Photo: F. Martin Ramin/The Wall Street Journal

U is for Utensils

You never want to confuse your burger with a hockey puck. Still, these grilling tools from Requip’d, with handles made from upcycled hockey sticks—used, in some cases, in NHL games—bring a competitive edge to your grilling. ($55 for a 5-piece set, requipd.com)

Photo: F. Martin Ramin/The Wall Street Journal

V is for Vinegar Sauce

Ed Mitchell has been making Eastern-North-Carolina-style whole-hog BBQ for decades, and this sauce recipe has been in his family for 150 years. The vinegar bite cuts the richness of the chopped pork and delivers a little spice too. ($19 for 3 (16-ounce) bottles, truemadefoods.com)

Photo: F. Martin Ramin/The Wall Street Journal

W is for Whiskey

Pitmaster Carey Bringle of Nashville’s Peg Leg Porker BBQ knows smoke. So no surprise the bourbon whiskeys he created get a delicious hint of the stuff, thanks to filtration runs through hickory charcoal made in his restaurant’s pits. Tennessee Straight Bourbon Whiskey, Aged 8 Years, $60 peglegporkerspirits.com

Photo: F. Martin Ramin/The Wall Street Journal

X is for Xinjiang

Nashville importer the Mala Market worked with Seattle restaurant Plenty of Clouds to develop this BBQ spice blend in the style of Xinjiang region of China, fragrant with cumin, Sichuan pepper and black cardamom. (Shao Kao Spice, $13 for 3.5 ounces, themalamarket.com)

Photo: Penny De Los Santos for The Wall Street Journal, Food Styling by Judy Haubert, Prop Styling by Megan Krieman

Y is for Yakitori

This Japanese style of grilling cooks chicken skewers fast, right over the coals. Ideal for yakitori and most any sort of skewer, Kotaigrill’s 612 Hibachi is made of heavyweight steel that stands up to the intense heat of binchotan charcoal. ($475 plus shipping, kotaigrill.com)

Z is for Zucchini
Photo: F. Martin Ramin/The Wall Street Journal

Search under “courgette,” actually, if you get your hands on “Charred,” the new vegetarian grilling and barbecue book from British live-fire-cooking expert Genevieve Taylor, who aims to “explode the myth that good BBQ has to be all about Man vs. Meat.” ($23, quadrille.com)

GRILL CRUSH / Try These Different Combos of the A-to-Z Elements for a Range of Delicious Fire-Cooked Meals
Illustration: Sarah Kilcoyne

Utensils + Newspaper + Hot Dogs and Hamburgers

Equals: Backyard Bliss The folks at Butter Meat Co. in Perry, N.Y., knew they needed to take their frankfurters seriously. “Upstate hot dog culture is a real thing,” said owner Jill Gould. What distinguishes these dogs (H) is not exotic spicing or egocentric innovations: It’s the quality of the meat itself. Each pack of hot dogs—and batch of ground beef for Butter Meat Co.’s burgers, too—comes from a single cow. Think of it as the tube-steak version of a single-vineyard wine. Upstate New York style demands char-grilling, and the BBQ Dragon Chimney of Insanity (N) can get you cooking over coals nearly fast as a gas grill. But you’ll need to retrieve the meat before it goes from perfectly charred to simply burned. Take heart, the hockey-stick-handle tongs from Requip’d (U) will get you the “save” every time.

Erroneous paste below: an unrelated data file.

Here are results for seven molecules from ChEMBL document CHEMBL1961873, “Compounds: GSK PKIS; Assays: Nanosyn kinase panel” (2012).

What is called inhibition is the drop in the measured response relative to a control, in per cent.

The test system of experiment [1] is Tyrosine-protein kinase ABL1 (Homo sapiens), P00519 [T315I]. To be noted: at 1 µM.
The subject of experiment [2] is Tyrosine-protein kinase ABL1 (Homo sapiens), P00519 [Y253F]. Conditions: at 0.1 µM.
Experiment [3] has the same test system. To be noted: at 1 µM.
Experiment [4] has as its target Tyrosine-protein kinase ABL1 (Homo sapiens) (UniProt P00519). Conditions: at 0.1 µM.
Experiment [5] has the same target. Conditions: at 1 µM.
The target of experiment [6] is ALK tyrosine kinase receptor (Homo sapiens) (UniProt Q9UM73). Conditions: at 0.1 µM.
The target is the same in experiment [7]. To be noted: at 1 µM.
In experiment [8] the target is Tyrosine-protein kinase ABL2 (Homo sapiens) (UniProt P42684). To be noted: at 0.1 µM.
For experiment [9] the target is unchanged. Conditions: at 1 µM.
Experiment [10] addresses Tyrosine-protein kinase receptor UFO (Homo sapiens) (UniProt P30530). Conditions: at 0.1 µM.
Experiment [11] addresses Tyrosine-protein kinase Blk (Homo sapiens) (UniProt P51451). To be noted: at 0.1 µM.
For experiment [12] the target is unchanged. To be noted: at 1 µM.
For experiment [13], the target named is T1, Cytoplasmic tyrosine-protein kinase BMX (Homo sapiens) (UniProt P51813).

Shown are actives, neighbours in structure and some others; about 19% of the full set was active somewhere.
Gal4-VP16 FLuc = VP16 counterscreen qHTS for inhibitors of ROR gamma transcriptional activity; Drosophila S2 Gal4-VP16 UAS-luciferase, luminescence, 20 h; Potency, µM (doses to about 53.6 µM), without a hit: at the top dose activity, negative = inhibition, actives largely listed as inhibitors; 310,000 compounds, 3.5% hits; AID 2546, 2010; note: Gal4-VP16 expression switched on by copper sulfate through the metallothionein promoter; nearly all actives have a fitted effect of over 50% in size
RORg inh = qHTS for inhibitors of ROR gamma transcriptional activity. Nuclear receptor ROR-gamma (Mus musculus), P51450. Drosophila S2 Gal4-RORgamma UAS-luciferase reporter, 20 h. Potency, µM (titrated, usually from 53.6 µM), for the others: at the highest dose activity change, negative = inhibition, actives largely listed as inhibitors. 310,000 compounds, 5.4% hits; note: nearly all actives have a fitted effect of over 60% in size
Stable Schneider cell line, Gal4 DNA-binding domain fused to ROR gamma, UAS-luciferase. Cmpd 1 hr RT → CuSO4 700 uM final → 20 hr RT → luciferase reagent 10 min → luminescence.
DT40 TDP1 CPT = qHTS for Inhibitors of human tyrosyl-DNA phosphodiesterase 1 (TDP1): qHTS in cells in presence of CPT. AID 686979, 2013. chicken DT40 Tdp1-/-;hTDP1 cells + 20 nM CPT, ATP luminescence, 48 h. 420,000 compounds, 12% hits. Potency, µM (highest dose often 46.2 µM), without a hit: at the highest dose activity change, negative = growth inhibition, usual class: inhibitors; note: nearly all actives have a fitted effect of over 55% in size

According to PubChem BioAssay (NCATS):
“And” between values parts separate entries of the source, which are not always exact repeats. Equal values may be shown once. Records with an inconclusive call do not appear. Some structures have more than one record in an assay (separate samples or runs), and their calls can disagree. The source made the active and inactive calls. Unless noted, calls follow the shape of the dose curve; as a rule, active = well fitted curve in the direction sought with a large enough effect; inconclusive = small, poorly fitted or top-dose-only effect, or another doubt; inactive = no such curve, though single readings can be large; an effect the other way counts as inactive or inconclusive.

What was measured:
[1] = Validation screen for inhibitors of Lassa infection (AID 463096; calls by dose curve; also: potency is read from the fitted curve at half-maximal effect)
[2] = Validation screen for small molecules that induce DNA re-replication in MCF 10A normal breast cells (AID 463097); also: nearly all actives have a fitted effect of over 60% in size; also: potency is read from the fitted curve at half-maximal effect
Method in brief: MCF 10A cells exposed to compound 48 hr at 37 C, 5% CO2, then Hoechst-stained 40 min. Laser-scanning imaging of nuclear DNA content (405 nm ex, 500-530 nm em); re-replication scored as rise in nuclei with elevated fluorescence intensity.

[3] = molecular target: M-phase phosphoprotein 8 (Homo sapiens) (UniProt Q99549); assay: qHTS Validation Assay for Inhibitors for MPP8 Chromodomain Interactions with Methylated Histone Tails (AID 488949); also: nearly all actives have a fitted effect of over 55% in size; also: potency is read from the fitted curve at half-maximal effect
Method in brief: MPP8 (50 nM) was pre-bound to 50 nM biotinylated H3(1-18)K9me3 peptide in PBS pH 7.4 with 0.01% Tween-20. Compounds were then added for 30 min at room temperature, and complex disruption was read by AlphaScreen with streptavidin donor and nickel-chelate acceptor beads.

Illustration: Sarah Kilcoyne

Alabama + Memphis + Rib Tips

Equals: BBQ Road Trip In any other year, the argument in favor of driving coast to coast, guided by whiffs of wood smoke, in search of the country’s best barbecue, would be irrefutable. Now, with interstate travel a fraught proposition, there’s never been a better time to let UPS and FedEx do the driving for you. How’s this for an itinerary? For lunch enjoy a mail order of barbecued chicken from Big Bob Gibson’s Bar-B-Que (A) of Decatur, Ala. Then occupy yourself with something fun while imagining you’re on the 3½-hour drive to Memphis. That’s the home of Central BBQ (M) and the source of the smoky ribs you’ll have for dinner. If you were making the trip yourself, 1,800 miles of highway would still separate you from the rib tips at Bludso’s Bar & Que (R) in L.A.. But in this alternate reality you can enjoy them at the same meal.

Illustration: Sarah Kilcoyne

Charcoal + Grilling + Yakitori

Equals: Stick With It There aren’t many universal truths, but this one holds up, at least in summertime: Foods served on a stick are the best foods of all. While you can pull off the recipe for Phanaeng curry beef skewers with pumpkin or any number of other skewered specialties from Leela Punyaratabandhu’s “Flavors of the Southeast Asian Grill” (G) on any home grilling set-up, having the right gear improves your results and enhances the experience exponentially. With a surface area of just 6 by 12 inches, Kotaigrill’s 612 Hibachi (Y) is designed to accommodate single-serving skewers, with the ends hanging off the edge so neither the skewers nor your fingertips get scorched. Load the compact grill with Thaan charcoal briquettes (C), made for just this kind of cooking with their hot, clean burn.